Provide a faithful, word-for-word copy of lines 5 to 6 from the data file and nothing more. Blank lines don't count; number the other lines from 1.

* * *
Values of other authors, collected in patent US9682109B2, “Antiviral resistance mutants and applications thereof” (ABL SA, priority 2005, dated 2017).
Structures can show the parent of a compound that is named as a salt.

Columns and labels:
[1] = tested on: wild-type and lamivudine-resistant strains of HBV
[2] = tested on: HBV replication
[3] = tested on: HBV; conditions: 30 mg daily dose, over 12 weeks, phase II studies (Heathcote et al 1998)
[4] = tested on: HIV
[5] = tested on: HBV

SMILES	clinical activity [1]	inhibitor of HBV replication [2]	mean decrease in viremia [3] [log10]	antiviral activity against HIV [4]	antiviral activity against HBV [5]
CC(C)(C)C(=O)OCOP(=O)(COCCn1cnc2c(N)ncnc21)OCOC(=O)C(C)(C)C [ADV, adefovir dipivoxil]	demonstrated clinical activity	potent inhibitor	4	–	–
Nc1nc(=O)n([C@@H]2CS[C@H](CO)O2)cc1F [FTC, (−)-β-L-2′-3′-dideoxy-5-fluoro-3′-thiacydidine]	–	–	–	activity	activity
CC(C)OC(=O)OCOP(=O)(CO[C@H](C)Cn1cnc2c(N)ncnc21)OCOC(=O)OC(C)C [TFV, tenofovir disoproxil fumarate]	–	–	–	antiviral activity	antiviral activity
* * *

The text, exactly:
[2] = tested on: HBV replication
[3] = tested on: HBV; conditions: 30 mg daily dose, over 12 weeks, phase II studies (Heathcote et al 1998)